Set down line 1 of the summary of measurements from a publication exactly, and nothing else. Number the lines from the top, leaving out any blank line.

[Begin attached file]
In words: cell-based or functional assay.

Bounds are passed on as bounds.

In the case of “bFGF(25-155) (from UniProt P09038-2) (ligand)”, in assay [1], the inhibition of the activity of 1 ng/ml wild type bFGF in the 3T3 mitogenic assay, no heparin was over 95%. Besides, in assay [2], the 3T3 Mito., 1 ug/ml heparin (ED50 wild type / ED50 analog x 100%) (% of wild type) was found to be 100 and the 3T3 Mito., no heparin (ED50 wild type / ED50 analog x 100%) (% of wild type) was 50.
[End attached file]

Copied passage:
In words: cell-based or functional assay.